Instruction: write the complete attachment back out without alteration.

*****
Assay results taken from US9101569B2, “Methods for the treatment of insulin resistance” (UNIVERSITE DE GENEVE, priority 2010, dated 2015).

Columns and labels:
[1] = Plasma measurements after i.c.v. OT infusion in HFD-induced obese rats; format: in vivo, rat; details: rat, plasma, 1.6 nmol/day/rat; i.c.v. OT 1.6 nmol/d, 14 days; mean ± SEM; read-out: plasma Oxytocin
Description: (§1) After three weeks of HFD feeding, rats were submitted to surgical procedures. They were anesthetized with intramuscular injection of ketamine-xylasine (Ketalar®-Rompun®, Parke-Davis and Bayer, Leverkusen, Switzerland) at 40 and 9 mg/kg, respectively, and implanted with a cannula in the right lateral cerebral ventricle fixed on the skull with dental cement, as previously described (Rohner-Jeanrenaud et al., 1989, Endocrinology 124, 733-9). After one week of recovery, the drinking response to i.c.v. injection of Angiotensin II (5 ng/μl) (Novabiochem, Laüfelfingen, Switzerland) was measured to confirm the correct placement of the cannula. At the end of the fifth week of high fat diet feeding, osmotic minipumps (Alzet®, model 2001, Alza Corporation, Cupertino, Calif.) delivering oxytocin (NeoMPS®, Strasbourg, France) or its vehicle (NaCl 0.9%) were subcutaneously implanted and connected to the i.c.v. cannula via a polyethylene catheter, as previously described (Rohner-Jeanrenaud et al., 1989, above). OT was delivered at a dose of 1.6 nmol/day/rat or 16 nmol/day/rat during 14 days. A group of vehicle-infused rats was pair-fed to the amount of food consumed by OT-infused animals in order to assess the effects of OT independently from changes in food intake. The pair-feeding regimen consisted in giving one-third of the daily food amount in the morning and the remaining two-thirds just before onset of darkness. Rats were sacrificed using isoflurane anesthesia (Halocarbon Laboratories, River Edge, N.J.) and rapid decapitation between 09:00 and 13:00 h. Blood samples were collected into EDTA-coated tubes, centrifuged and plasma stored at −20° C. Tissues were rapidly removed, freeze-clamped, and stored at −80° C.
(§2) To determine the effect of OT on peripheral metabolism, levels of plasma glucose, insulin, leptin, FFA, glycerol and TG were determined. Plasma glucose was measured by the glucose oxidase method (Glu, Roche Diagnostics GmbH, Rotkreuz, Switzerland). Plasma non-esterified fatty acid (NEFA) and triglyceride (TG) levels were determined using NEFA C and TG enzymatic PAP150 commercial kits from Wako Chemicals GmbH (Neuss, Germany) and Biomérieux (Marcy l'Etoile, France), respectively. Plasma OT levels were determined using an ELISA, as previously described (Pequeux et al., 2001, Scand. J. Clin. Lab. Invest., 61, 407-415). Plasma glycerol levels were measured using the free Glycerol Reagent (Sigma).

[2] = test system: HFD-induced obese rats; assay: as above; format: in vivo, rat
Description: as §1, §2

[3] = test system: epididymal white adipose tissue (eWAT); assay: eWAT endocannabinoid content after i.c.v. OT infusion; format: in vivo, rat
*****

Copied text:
Assay results taken from US9101569B2, “Methods for the treatment of insulin resistance” (UNIVERSITE DE GENEVE, priority 2010, dated 2015).

Columns and labels:
[1] = Plasma measurements after i.c.v. OT infusion in HFD-induced obese rats; format: in vivo, rat; details: rat, plasma, 1.6 nmol/day/rat; i.c.v. OT 1.6 nmol/d, 14 days; mean ± SEM; read-out: plasma Oxytocin
Description: (§1) After three weeks of HFD feeding, rats were submitted to surgical procedures. They were anesthetized with intramuscular injection of ketamine-xylasine (Ketalar®-Rompun®, Parke-Davis and Bayer, Leverkusen, Switzerland) at 40 and 9 mg/kg, respectively, and implanted with a cannula in the right lateral cerebral ventricle fixed on the skull with dental cement, as previously described (Rohner-Jeanrenaud et al., 1989, Endocrinology 124, 733-9). After one week of recovery, the drinking response to i.c.v. injection of Angiotensin II (5 ng/μl) (Novabiochem, Laüfelfingen, Switzerland) was measured to confirm the correct placement of the cannula. At the end of the fifth week of high fat diet feeding, osmotic minipumps (Alzet®, model 2001, Alza Corporation, Cupertino, Calif.) delivering oxytocin (NeoMPS®, Strasbourg, France) or its vehicle (NaCl 0.9%) were subcutaneously implanted and connected to the i.c.v. cannula via a polyethylene catheter, as previously described (Rohner-Jeanrenaud et al., 1989, above). OT was delivered at a dose of 1.6 nmol/day/rat or 16 nmol/day/rat during 14 days. A group of vehicle-infused rats was pair-fed to the amount of food consumed by OT-infused animals in order to assess the effects of OT independently from changes in food intake. The pair-feeding regimen consisted in giving one-third of the daily food amount in the morning and the remaining two-thirds just before onset of darkness. Rats were sacrificed using isoflurane anesthesia (Halocarbon Laboratories, River Edge, N.J.) and rapid decapitation between 09:00 and 13:00 h. Blood samples were collected into EDTA-coated tubes, centrifuged and plasma stored at −20° C. Tissues were rapidly removed, freeze-clamped, and stored at −80° C.
(§2) To determine the effect of OT on peripheral metabolism, levels of plasma glucose, insulin, leptin, FFA, glycerol and TG were determined. Plasma glucose was measured by the glucose oxidase method (Glu, Roche Diagnostics GmbH, Rotkreuz, Switzerland). Plasma non-esterified fatty acid (NEFA) and triglyceride (TG) levels were determined using NEFA C and TG enzymatic PAP150 commercial kits from Wako Chemicals GmbH (Neuss, Germany) and Biomérieux (Marcy l'Etoile, France), respectively. Plasma OT levels were determined using an ELISA, as previously described (Pequeux et al., 2001, Scand. J. Clin. Lab. Invest., 61, 407-415). Plasma glycerol levels were measured using the free Glycerol Reagent (Sigma).

[2] = test system: HFD-induced obese rats; assay: as above; format: in vivo, rat
Description: as §1, §2

[3] = test system: epididymal white adipose tissue (eWAT); assay: eWAT endocannabinoid content after i.c.v. OT infusion; format: in vivo, rat